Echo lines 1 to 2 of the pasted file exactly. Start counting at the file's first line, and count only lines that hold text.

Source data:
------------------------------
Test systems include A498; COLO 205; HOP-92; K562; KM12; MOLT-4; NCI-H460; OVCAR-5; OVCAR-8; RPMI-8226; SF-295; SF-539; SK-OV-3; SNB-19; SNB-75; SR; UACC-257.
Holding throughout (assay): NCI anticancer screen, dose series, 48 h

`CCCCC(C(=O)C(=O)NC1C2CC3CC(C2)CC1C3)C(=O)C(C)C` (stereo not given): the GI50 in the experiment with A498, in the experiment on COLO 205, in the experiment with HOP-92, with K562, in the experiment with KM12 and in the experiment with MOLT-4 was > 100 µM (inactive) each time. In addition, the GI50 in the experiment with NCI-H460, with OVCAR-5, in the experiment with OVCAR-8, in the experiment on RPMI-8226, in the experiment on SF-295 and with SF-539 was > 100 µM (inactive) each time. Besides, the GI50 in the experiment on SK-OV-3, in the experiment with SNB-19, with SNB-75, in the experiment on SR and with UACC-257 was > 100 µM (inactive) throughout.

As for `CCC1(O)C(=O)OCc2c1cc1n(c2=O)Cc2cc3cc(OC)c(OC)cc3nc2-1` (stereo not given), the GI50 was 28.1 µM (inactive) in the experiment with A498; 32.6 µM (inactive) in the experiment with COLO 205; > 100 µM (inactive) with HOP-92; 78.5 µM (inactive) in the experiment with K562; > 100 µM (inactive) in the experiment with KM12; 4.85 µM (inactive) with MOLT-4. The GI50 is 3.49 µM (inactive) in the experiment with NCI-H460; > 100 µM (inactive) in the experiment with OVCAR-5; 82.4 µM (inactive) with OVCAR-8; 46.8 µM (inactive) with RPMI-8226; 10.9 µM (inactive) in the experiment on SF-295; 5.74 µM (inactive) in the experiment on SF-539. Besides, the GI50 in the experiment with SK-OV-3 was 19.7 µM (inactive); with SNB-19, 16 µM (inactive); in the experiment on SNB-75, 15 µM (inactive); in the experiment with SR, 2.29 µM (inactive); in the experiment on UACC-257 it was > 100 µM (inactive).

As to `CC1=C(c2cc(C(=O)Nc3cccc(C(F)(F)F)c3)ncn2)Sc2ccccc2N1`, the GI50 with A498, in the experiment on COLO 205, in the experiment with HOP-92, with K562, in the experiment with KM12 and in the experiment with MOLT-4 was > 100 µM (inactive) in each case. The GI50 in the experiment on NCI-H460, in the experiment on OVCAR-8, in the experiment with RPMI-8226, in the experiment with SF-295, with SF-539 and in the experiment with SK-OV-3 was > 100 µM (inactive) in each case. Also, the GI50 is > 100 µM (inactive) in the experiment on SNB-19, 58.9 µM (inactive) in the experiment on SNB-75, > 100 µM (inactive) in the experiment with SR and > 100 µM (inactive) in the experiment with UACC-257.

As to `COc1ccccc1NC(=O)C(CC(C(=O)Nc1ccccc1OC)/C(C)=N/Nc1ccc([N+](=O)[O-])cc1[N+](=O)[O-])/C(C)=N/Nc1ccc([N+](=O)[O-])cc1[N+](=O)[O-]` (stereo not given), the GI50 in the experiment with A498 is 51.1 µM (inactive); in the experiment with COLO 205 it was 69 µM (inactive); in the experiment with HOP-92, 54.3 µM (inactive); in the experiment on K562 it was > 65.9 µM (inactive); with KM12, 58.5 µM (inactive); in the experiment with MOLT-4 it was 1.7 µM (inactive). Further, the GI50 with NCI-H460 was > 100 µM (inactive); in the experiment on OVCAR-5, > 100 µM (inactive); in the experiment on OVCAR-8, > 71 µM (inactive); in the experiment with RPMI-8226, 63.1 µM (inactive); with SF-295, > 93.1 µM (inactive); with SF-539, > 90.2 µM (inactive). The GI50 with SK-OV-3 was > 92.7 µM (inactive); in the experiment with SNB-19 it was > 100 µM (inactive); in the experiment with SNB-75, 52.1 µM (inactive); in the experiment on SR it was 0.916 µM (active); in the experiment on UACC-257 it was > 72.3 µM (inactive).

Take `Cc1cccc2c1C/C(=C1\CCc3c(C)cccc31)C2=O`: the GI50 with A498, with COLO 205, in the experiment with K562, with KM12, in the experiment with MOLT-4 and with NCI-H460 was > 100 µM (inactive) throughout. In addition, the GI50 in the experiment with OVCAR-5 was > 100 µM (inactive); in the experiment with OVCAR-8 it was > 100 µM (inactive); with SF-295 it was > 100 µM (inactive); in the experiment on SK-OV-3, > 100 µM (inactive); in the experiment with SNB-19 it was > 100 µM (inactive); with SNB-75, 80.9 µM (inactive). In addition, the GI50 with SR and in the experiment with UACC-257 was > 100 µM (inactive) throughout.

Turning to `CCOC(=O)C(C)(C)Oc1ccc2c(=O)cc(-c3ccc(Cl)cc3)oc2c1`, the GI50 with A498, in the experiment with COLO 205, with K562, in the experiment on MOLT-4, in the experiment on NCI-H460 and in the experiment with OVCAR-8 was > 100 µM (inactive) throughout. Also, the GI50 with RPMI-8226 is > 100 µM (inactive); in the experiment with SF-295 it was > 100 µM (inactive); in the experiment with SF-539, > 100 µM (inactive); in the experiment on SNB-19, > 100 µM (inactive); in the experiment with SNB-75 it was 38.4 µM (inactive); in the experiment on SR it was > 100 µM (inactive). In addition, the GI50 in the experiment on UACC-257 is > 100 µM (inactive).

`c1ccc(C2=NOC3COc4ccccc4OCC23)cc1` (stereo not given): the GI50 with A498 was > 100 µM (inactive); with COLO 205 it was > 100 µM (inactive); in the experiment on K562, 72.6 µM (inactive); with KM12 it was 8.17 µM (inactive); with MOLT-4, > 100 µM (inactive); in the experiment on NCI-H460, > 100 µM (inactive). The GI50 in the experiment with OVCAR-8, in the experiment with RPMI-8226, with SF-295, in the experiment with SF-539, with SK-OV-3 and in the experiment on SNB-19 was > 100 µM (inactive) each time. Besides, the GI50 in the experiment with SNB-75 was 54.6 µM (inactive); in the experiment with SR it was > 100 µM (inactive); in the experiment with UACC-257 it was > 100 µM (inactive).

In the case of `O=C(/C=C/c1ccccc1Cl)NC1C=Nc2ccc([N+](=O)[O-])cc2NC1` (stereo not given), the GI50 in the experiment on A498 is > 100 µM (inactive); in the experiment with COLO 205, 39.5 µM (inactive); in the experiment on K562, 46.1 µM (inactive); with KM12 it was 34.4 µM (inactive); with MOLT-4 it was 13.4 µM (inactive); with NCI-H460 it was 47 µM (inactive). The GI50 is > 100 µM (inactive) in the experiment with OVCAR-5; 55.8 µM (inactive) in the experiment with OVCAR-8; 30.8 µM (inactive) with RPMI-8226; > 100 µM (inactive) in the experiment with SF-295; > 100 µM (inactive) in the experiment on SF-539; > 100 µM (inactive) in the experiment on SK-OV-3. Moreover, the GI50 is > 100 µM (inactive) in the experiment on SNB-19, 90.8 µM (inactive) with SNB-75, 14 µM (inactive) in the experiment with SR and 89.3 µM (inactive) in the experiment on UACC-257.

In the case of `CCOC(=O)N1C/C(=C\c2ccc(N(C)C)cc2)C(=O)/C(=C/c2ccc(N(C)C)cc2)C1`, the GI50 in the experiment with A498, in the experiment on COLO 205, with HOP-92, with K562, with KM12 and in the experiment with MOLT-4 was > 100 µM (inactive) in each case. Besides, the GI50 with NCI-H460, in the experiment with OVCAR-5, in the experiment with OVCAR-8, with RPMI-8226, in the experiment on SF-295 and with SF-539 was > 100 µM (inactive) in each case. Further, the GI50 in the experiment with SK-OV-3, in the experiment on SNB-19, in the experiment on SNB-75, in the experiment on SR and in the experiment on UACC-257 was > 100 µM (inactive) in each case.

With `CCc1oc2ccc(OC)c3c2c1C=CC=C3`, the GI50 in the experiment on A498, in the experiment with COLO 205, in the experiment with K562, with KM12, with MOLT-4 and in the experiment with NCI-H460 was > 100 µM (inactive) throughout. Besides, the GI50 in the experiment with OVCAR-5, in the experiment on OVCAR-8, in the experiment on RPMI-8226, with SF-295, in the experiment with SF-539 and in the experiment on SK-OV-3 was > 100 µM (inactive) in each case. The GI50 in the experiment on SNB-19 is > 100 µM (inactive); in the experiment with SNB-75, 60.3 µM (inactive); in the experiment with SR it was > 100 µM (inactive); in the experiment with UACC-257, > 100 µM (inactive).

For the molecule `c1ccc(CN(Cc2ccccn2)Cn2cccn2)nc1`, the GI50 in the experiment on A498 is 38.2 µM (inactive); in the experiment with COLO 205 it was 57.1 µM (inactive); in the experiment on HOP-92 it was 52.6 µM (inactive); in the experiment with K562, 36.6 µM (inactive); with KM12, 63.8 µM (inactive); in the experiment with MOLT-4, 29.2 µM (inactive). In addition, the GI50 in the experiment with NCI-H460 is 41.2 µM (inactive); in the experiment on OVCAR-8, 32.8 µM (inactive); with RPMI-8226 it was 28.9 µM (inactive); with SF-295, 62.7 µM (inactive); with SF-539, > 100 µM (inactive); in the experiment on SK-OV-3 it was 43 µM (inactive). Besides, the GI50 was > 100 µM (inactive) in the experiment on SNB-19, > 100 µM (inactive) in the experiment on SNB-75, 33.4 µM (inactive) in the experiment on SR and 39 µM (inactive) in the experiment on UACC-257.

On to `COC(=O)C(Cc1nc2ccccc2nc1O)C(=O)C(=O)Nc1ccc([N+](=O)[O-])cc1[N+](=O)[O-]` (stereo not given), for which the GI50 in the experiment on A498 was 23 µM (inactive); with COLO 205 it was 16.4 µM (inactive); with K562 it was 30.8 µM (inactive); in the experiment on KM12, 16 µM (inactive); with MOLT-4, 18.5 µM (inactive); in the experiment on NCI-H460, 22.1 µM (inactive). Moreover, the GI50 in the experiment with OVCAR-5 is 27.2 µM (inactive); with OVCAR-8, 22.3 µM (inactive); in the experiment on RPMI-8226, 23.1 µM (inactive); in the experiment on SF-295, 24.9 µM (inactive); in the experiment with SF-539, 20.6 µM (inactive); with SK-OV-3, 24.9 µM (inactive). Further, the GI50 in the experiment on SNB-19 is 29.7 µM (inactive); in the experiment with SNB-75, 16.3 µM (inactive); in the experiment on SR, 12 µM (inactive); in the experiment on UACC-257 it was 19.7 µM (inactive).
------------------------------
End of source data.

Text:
Test systems include A498; COLO 205; HOP-92; K562; KM12; MOLT-4; NCI-H460; OVCAR-5; OVCAR-8; RPMI-8226; SF-295; SF-539; SK-OV-3; SNB-19; SNB-75; SR; UACC-257.
Holding throughout (assay): NCI anticancer screen, dose series, 48 h